The research tried to minimize the impact of other variables besides pollution. For example, it excluded test takers who migrated across counties between 2010 and 2014, and others who worked in mining, smelting, wood processing and other “polluted occupations.”
However, Dr. He said, measuring long-term effects of pollution exposure can be difficult, in part because individual exposure depends on so many factors — including, for example, whether a person uses air filters at home.
In another critique, Rajasekhar Balasubramanian, an air quality expert at the National University of Singapore, noted that while the study’s authors speculate that continued exposure to pollution can alter brain chemistry, they offered no clinical proof. (The authors agreed, writing that the hypothesis should be explored further.)
But Dr. Balasubramanian said the study was useful in part because, while the effects of pollution on children’s cognition had been documented by epidemiologists, this was the first to focus on such risks to China’s older people. He said similar research was now needed in other countries.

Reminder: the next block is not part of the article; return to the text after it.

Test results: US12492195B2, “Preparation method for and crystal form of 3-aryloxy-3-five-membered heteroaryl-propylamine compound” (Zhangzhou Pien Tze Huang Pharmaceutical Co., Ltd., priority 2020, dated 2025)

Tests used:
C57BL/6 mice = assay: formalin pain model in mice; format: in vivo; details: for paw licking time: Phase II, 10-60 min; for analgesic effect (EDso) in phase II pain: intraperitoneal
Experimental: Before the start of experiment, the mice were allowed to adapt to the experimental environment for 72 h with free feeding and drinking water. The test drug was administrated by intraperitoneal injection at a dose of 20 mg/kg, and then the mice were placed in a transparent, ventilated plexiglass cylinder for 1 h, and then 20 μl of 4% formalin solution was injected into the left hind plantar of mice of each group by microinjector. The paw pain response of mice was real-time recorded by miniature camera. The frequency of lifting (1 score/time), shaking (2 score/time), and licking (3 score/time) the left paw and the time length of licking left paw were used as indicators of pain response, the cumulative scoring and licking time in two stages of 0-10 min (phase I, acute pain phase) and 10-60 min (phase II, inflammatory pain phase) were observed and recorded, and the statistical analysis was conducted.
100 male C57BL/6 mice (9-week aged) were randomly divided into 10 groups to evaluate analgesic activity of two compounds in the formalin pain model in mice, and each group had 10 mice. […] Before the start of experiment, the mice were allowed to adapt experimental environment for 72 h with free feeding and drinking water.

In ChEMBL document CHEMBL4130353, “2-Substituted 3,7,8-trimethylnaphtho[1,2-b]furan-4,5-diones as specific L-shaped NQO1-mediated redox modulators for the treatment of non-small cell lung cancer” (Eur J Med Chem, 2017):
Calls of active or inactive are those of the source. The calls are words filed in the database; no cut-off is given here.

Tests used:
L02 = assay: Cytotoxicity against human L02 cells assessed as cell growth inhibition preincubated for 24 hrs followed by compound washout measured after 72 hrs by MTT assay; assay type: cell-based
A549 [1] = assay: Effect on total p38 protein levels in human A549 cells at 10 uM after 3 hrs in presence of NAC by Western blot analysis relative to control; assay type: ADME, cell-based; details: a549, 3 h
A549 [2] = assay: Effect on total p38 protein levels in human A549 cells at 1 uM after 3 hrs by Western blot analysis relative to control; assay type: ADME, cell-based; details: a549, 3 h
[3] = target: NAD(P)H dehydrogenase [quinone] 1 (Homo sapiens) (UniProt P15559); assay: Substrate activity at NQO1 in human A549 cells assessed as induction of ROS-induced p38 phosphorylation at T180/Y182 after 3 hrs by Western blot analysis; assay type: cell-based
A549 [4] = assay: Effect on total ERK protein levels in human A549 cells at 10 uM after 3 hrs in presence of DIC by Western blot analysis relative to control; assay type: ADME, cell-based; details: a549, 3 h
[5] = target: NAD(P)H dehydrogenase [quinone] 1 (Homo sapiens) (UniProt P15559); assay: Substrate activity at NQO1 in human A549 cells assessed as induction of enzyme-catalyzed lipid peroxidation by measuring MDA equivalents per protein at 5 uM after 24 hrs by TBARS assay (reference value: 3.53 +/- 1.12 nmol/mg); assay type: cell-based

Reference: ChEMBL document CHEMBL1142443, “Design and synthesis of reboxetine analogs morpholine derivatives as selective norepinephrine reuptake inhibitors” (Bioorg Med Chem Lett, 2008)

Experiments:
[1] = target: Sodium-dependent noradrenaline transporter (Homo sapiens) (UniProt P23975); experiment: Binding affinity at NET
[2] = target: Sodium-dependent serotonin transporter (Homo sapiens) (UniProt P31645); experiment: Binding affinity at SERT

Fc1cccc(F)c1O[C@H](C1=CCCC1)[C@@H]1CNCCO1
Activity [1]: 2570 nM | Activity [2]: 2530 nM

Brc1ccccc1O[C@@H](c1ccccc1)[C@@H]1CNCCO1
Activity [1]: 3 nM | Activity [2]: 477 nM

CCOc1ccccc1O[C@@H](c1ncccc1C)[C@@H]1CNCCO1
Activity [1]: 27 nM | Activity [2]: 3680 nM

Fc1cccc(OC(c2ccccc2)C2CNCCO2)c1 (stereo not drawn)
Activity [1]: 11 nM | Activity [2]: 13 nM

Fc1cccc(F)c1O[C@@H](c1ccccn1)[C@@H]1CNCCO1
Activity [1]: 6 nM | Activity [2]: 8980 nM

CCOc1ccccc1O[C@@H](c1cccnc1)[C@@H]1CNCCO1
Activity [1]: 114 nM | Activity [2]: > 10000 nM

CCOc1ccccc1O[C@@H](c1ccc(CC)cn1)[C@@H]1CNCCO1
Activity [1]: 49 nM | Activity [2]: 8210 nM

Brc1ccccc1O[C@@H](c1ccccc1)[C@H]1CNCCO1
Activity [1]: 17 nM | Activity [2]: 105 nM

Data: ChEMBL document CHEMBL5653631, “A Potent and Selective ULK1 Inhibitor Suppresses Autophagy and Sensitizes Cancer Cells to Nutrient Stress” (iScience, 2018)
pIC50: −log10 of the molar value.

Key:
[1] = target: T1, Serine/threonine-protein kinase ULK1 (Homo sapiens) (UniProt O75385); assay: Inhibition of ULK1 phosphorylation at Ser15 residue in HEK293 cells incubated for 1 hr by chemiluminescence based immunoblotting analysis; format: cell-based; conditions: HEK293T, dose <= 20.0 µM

“The outcome of such studies would provide a sound scientific basis for tightening air quality standards to curtail air pollution and protect public health in both developing and developed countries,” Dr. Balasubramanian, who was not involved in the study, said in an emailed statement.
As public outrage has grown in China over smog andrespiratory illnesses related to it, officials have in recent years closed hundreds of coal-fired power plants, imposed limits on driving and residential coal burning, and sent teams of police officers to inspect factories.
But China’s carbon dioxide emissions increased last year, and even though the country is on its way to meeting its major climate change goals, many of its cities still have dangerously high levels of outdoor air pollution.
In one sign of the problems, a study published in April found that about 142 million people, or just over half the population surveyed in 155 Chinese cities, were exposed in 2014 to average annual “multicontaminant concentrations” that were above the World Health Organization’s limits. The study said that eastern China and megacities were worst affected.